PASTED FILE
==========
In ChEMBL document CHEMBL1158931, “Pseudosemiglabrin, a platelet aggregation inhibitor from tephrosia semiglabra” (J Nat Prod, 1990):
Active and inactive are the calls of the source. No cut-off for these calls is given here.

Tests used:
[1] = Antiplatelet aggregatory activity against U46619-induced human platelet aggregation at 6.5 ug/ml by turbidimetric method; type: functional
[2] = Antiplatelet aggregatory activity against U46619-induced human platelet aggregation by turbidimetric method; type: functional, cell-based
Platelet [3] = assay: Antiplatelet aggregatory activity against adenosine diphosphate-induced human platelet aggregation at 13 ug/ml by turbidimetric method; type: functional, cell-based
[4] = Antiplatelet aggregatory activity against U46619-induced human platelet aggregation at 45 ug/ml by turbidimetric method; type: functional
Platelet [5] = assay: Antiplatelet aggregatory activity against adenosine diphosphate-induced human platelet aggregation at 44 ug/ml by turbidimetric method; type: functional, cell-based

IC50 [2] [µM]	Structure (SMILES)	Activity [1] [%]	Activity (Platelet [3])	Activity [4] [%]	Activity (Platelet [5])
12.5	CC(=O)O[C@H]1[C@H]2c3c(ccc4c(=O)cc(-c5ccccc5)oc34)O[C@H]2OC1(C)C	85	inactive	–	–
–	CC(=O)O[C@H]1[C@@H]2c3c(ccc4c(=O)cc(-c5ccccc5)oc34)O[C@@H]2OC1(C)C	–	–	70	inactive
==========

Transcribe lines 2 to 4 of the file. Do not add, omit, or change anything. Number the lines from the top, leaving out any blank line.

Active and inactive are the calls of the source. No cut-off for these calls is given here.

Tests used:
[1] = Antiplatelet aggregatory activity against U46619-induced human platelet aggregation at 6.5 ug/ml by turbidimetric method; type: functional